Halsey – Manic – Review

Halsey comes into her own on ‘Manic’ – especially on the second half of the album

6.9/10 (melody and production: 6.0, lyrics: 7.5, vocals: 7.3)

At 47 minutes and 36 seconds in length, Halsey’s ‘Manic’ is the American singer’s longest album. It’s also supposed to be her most authentic as well, with first track ‘Ashley’ (Ashley is Halsey’s real name) alluding to her desire to create her most raw and personal album to date. In this track she suggests that her two previous albums didn’t get to the heart of who she really is (“Took my heart and sold it out to a vision that I wrote myself”).

At times, Halsey’s attempts to appear authentic don’t stick the landing – the inclusion of various audio clips in tracks, from a voicemail by John Mayer to a snippet from the critically acclaimed film ‘Eternal Sunshine of the Spotless Mind’, can be grating at times, and come across mostly as an attempt to seem bold and edgy without actually taking any major risks.

However, this is more than made up for with tracks like ‘Finally // beautiful stranger’ and ‘More’. The latter track – a standout in this album – is particularly raw and affecting and, is directed towards the child she lost in a miscarriage (“How hard I tried to see your face”, “I sit and I stare at your clothes in the drawer / I cry and my knuckles get sore”). It is in tracks like these were ‘Manic’ truly lives up to it’s reputation as Halsey’s most authentic album to date.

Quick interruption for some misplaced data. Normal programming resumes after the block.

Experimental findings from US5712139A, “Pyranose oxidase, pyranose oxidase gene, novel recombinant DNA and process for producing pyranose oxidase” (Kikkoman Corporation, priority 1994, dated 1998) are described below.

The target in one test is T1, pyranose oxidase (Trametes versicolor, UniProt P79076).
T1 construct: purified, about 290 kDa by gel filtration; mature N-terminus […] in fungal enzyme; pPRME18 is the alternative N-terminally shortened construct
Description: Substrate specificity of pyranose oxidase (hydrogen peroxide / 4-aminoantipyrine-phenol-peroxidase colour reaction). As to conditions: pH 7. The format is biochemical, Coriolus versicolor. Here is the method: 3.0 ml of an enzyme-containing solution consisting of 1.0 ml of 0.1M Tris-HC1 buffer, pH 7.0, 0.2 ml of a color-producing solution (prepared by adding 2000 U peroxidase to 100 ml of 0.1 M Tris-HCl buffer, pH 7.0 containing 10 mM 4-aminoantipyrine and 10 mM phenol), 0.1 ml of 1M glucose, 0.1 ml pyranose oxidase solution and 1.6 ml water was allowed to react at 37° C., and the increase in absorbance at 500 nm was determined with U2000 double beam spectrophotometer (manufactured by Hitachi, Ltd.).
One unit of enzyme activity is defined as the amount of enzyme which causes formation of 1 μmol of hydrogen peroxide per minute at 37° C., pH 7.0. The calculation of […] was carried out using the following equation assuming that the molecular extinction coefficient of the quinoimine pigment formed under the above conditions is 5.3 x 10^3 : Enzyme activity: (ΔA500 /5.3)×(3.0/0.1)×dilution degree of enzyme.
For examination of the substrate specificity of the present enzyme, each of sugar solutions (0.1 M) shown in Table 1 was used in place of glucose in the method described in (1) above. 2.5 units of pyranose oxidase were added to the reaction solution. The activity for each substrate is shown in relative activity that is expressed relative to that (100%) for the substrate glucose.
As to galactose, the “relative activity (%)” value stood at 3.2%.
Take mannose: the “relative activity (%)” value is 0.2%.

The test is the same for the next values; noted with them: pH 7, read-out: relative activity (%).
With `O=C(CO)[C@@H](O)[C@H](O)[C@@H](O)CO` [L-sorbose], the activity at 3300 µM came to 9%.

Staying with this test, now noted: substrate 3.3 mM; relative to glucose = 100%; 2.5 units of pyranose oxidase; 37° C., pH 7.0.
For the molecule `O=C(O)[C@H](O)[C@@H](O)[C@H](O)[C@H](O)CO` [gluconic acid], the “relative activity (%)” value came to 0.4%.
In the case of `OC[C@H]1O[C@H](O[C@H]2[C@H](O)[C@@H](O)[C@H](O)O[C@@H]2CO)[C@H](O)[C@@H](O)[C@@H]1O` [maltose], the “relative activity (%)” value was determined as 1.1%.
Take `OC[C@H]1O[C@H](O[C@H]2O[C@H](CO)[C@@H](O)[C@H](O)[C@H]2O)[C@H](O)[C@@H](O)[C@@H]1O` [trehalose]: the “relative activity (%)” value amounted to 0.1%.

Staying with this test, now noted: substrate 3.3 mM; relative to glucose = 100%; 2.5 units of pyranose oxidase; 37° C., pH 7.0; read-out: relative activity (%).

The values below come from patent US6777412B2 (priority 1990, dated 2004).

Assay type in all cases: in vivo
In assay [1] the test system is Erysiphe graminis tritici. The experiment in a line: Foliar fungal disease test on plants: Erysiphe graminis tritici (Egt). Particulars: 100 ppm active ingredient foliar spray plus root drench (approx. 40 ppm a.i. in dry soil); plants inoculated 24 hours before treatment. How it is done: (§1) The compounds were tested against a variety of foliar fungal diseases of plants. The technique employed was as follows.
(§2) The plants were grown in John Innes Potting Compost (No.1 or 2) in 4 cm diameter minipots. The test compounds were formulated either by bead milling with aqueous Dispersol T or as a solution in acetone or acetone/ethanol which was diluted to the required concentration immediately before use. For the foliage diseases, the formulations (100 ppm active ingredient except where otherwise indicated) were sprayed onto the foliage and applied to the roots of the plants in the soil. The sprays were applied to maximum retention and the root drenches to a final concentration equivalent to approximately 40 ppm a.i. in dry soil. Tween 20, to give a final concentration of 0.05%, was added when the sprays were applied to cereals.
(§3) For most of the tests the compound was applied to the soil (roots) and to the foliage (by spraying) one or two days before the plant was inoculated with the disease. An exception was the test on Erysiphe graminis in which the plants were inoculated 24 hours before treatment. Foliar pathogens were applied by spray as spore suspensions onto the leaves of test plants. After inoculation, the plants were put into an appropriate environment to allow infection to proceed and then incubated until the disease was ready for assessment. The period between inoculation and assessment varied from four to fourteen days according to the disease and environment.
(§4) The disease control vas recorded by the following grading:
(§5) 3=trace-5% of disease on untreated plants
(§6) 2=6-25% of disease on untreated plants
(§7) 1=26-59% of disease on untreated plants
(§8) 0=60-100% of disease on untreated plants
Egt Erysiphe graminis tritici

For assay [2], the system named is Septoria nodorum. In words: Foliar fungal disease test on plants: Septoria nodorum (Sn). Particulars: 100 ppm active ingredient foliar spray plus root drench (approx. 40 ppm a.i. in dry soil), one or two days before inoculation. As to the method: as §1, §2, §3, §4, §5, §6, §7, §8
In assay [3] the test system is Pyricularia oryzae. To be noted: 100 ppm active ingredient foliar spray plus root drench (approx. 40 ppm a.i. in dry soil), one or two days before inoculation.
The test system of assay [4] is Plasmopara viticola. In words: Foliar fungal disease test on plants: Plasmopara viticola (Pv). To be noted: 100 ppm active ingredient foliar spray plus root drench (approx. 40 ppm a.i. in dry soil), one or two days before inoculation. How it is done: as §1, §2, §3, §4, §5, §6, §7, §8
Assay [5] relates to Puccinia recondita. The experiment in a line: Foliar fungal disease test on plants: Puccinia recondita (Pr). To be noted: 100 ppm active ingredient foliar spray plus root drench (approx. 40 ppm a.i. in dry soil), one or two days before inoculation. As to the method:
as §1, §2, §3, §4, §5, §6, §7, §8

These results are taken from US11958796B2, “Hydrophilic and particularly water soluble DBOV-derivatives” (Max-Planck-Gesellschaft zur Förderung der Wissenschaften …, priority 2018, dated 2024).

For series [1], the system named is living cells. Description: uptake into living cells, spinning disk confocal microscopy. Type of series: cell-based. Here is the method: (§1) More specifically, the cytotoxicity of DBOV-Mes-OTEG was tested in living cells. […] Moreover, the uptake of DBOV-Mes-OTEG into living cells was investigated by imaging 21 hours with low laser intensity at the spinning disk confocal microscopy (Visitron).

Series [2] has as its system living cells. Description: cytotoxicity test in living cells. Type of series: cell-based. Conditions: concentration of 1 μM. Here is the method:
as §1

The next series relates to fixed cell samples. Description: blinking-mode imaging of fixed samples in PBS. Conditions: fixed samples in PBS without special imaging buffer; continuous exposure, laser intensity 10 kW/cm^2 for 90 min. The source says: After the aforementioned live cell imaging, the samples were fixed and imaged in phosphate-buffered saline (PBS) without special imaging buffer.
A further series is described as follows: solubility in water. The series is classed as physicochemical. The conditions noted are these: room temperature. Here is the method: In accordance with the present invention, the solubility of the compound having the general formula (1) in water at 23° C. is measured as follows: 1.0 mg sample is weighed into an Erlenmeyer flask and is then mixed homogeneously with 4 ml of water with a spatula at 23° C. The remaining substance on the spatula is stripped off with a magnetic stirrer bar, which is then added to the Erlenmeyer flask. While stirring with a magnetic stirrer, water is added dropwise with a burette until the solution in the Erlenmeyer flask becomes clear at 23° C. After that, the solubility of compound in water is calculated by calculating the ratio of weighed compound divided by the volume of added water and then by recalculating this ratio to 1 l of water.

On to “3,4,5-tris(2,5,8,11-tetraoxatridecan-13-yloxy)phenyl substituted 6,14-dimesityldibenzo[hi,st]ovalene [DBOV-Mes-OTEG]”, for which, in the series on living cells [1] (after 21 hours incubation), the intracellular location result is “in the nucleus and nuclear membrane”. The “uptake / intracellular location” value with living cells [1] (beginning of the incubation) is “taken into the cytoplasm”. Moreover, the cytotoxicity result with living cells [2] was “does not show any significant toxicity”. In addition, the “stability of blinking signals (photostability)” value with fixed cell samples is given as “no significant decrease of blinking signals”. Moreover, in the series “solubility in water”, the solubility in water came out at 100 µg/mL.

In ‘Manic’, Halsey is also more comfortable in crossing genres than she has been before. While tracks like ‘Ashley’ and ‘clementine’ offer a more stripped down version of Halsey’s usual sound, there is also a clear country influence in tracks like ‘Finally // beautiful stranger’ – which offers a refreshing change of pace as the album enters it’s second half. Meanwhile, ‘3AM’ breathes life into this album at it’s half-way point with a pop-rock sound that is reminiscent of popular music from the early 2000s.

‘Manic’ also includes three interludes, each of which heavily feature another artist. The interludes of Dominic Fike and Suga (of popular K-Pop band BTS) feel somewhat unremarkable – neither taking away, or adding, anything of much significance to the album. However, the interlude of Alanis Morissette (‘Alanis’ Interlude’) is a standout on this track – with the voices of Morissette and Halsey perfectly coming together in a track about sexual empowerment and liberation.

As a whole, this album gets better as it goes on. Parts of the first half of the album can feel slightly anodyne and lyrically unspectacular. However, in the second half of this album, Halsey changes up the sound more often and moves her focus from her failed relationship with rapper G-Eazy (who cheated on her multiple times) to a focus on self-love, empowerment and confronting multiple sources of pain and agony from her life. It is in this second half – where Halsey sings of her 3 miscarriages, her struggles with fame and a relationship doomed by a partner’s drug use – where she really comes into her own; proving that she has significantly matured as an artist since she burst onto the scene in the mid-2010s. In this respect, ‘Manic’ is by far Halsey’s most personal and interesting album that she has released to date.

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